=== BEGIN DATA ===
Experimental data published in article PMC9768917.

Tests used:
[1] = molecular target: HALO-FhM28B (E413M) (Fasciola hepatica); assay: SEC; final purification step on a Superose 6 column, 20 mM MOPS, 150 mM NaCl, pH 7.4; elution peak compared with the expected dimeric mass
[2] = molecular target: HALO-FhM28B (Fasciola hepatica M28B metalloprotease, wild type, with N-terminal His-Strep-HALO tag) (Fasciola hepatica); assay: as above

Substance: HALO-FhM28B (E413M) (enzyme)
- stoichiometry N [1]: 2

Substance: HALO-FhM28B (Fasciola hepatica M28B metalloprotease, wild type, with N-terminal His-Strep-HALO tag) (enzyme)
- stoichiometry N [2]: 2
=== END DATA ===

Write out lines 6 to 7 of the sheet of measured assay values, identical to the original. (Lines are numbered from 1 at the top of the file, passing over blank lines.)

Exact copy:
- stoichiometry N [1]: 2

Substance: HALO-FhM28B (Fasciola hepatica M28B metalloprotease, wild type, with N-terminal His-Strep-HALO tag) (enzyme)